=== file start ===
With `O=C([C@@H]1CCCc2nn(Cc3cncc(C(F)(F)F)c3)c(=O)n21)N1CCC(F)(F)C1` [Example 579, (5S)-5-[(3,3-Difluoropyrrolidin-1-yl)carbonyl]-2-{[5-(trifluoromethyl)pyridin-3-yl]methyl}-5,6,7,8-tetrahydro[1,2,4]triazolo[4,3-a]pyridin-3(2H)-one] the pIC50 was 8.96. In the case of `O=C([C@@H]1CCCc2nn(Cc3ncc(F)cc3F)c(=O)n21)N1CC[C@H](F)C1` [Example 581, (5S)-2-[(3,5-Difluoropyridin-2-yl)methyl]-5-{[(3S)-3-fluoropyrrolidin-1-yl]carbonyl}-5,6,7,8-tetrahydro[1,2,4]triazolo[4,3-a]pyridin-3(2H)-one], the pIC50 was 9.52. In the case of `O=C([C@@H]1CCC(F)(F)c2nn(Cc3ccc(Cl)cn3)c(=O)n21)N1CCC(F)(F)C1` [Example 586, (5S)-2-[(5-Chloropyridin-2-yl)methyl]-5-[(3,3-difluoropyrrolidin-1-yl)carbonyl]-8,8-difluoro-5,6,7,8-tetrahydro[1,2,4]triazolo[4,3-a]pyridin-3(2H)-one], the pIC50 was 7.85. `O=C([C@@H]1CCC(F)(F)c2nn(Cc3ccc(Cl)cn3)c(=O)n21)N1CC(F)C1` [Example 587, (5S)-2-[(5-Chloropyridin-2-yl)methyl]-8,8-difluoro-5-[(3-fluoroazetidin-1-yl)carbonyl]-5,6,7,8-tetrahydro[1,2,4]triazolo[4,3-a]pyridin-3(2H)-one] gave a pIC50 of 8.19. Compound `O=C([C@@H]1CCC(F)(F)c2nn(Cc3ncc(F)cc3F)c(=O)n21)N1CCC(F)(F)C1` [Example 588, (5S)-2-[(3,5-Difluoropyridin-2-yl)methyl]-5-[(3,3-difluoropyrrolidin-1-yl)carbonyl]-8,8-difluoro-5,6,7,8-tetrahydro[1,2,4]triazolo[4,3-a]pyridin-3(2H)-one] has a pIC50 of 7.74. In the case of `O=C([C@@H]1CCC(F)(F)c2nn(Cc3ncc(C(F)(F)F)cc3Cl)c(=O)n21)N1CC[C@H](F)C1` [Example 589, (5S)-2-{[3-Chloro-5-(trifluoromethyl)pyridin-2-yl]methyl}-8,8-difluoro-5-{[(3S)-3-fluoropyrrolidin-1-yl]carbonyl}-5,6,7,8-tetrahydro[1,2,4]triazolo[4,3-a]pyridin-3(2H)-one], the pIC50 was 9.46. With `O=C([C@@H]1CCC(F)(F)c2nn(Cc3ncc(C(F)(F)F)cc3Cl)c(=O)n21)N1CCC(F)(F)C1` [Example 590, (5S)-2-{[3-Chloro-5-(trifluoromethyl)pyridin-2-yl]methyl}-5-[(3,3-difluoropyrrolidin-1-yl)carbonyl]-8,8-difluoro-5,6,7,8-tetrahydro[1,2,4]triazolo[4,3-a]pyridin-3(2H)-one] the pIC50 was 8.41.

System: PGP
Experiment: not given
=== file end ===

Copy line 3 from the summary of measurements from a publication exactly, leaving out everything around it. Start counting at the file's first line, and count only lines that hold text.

Experiment: not given